Local Alpha Cancer Treatment

Local Alpha Cancer Treatment - How does it work?

The alpha particles’ major benefit is their ability to destroy cancer cells in a highly localized manner. Yet, until the Alpha DaRT, this same short path length of alpha particles in tissue had made them unsuitable for the treatment of larger mass such as solid tumors.

 

What does "Alpha DaRT" Stand for?

 

Alpha DaRT stands for Alpha "Diffusing Alpha-emitters Radiation Therapy" and enables local alpha cancer treatment by overcoming the range limitation of alpha particles. Instead of using a radiation source which directly releases alpha particles, the technology uses a source that releases alpha emitters, atoms that emit alpha particles during their radioactive decay.

 

The Alpha DaRT technology is based on this process, specifically the decay of the atom Radium-224. Radioactive decay transforms the originating atom into a different element. A row of several decays is called a decay chain.

How is the Treatment Delivered?
 

In order to deliver the alpha radiation, small seeds similar in size to fiducial markers, are impregnated with Radium-224 and inserted directly into the tumor. Once the seeds get in touch with the tumor tissue, the Radium’s alpha-emitting daughter atoms exit the seeds and diffuse and disperse inside the tumor tissue to a therapeutically significant range of several millimeters. The daughter atoms then decay inside the tumor and "shoot out" high-energy alpha particles, providing a high dose of alpha radiation in a targeted, localized area inside the tumor, without harming the healthy tissue.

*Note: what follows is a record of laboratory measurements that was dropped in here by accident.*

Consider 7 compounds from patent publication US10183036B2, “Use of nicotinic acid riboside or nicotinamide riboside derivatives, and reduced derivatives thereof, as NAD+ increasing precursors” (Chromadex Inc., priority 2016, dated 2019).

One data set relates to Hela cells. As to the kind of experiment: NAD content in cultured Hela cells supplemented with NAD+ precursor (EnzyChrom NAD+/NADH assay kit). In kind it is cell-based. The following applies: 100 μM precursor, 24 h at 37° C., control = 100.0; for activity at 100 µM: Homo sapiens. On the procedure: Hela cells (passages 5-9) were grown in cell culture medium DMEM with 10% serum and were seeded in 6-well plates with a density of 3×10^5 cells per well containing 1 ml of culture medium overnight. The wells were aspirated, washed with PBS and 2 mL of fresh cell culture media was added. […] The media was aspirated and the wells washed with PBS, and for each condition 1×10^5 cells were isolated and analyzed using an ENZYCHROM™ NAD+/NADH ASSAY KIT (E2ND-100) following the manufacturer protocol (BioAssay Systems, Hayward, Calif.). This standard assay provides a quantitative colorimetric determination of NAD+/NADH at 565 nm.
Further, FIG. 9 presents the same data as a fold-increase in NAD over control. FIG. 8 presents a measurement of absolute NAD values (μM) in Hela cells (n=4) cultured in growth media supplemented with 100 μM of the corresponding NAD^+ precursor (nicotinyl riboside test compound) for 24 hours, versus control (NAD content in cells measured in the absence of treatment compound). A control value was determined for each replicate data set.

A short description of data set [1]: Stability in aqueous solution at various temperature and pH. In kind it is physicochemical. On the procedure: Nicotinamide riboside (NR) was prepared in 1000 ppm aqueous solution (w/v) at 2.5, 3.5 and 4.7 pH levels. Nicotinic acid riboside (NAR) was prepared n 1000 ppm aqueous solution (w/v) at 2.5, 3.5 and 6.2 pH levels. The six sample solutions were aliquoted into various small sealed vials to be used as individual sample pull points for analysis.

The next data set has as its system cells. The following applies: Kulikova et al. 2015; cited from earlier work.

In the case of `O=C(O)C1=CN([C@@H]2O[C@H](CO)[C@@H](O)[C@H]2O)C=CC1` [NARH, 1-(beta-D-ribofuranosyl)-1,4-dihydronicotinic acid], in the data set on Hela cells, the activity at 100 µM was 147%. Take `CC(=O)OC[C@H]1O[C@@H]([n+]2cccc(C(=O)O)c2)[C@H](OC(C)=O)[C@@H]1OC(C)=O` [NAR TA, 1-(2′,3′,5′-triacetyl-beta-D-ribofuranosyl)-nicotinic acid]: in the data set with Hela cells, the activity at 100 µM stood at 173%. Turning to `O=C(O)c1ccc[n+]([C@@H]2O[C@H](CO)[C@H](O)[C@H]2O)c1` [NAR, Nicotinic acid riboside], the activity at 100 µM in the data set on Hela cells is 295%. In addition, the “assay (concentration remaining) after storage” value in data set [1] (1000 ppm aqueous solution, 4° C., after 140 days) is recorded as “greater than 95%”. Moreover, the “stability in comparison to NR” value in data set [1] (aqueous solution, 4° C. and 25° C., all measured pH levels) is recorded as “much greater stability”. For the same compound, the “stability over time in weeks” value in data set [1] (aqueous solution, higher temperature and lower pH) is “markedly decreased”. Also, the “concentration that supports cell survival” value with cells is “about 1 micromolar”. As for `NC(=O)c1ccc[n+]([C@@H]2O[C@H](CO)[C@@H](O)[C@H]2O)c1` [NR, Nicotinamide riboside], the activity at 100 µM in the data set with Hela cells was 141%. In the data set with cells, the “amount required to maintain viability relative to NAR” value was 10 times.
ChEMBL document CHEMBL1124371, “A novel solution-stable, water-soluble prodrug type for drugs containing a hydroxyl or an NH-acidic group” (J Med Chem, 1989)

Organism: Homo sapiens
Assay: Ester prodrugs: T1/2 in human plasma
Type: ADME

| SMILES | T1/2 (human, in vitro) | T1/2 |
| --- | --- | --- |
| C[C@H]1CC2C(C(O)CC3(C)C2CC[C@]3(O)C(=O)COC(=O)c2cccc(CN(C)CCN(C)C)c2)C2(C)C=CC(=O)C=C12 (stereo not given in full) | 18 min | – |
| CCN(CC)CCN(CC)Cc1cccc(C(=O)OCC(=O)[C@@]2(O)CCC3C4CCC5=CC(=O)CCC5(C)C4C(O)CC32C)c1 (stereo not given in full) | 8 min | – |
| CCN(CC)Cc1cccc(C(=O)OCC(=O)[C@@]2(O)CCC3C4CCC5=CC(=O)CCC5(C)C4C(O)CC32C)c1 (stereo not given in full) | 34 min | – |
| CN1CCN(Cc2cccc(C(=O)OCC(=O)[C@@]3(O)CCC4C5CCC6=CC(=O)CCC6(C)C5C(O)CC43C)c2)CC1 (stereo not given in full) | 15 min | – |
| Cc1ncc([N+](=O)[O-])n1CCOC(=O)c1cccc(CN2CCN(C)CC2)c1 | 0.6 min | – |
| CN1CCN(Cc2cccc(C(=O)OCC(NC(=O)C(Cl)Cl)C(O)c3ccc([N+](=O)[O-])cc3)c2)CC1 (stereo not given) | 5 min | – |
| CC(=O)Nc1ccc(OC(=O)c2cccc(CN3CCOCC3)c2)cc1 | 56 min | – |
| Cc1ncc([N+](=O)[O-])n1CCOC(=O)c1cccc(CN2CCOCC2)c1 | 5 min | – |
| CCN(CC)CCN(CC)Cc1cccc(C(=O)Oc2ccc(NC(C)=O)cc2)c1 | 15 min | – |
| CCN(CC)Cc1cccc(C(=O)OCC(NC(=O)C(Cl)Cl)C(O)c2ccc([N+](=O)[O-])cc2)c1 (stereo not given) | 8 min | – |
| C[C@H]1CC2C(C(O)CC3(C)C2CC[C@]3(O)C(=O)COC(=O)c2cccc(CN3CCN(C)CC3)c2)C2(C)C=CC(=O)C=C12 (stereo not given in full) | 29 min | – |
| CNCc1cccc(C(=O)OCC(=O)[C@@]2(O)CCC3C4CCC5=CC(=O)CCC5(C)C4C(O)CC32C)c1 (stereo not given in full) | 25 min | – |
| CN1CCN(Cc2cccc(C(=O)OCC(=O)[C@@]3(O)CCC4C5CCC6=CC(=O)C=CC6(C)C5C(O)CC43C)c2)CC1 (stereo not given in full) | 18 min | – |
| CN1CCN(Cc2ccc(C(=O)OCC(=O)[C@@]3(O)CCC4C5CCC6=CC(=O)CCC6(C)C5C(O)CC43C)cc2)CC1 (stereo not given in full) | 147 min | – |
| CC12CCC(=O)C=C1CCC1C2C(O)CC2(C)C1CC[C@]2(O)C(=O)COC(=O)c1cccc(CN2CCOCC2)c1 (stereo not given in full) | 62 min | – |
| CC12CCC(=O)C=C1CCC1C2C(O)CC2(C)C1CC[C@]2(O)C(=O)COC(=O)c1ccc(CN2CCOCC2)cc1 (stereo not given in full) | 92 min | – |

The Radium-224 Decay Chain

Radium-244’s decay chain, below, explains the process in more detail. The first alpha emitter that enters the tumor, Radon-220 (a short-lived novel gas) shoots out of the seed’s surface by
recoil of the Radium’s alpha decay.

Radon-220 enters the tumors tissue and alpha-decays (half-life: 56 s) to Polonium-216. Polonium-216 (half-life: 0.15 s) then alpha-decays and turns into Lead-212. Lead having a longer half-life of 10.64 hours has the time to diffuse inside the tissue of the tumor and release its daughter atoms within a range of a few millimeters around the seed. The Lead’s daughter atoms are Bismuth-212 (60.6 min), Thallium-208 (3.05 min) and Polonium-212 (0.3 µs). Following a beta and alpha decay, Thallium and Polonium, respectively, transform to a stable atom, Lead-208.

 

Research has shown that the diffusing atoms reach a shorter range in healthy tissue than inside the tumors. This enables the treatment of critical areas that are in proximity to e.g., major blood vessels or vital organs.

Image 11 - Radium-224 Decay chain

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